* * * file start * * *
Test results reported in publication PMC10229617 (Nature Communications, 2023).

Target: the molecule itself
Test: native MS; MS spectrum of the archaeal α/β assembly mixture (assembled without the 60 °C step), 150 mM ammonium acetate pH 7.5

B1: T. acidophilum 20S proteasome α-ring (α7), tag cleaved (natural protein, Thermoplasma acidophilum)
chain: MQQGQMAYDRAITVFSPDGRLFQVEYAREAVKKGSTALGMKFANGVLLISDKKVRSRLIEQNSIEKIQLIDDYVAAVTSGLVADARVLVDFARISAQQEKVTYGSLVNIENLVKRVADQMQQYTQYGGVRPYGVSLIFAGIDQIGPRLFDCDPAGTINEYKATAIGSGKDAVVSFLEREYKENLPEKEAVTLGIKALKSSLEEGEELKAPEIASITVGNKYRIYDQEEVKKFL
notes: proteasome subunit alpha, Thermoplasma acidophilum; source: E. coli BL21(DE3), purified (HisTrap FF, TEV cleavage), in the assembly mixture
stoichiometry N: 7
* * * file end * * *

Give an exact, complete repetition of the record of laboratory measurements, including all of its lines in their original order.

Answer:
Test results reported in publication PMC10229617 (Nature Communications, 2023).

Target: the molecule itself
Test: native MS; MS spectrum of the archaeal α/β assembly mixture (assembled without the 60 °C step), 150 mM ammonium acetate pH 7.5

B1: T. acidophilum 20S proteasome α-ring (α7), tag cleaved (natural protein, Thermoplasma acidophilum)
chain: MQQGQMAYDRAITVFSPDGRLFQVEYAREAVKKGSTALGMKFANGVLLISDKKVRSRLIEQNSIEKIQLIDDYVAAVTSGLVADARVLVDFARISAQQEKVTYGSLVNIENLVKRVADQMQQYTQYGGVRPYGVSLIFAGIDQIGPRLFDCDPAGTINEYKATAIGSGKDAVVSFLEREYKENLPEKEAVTLGIKALKSSLEEGEELKAPEIASITVGNKYRIYDQEEVKKFL
notes: proteasome subunit alpha, Thermoplasma acidophilum; source: E. coli BL21(DE3), purified (HisTrap FF, TEV cleavage), in the assembly mixture
stoichiometry N: 7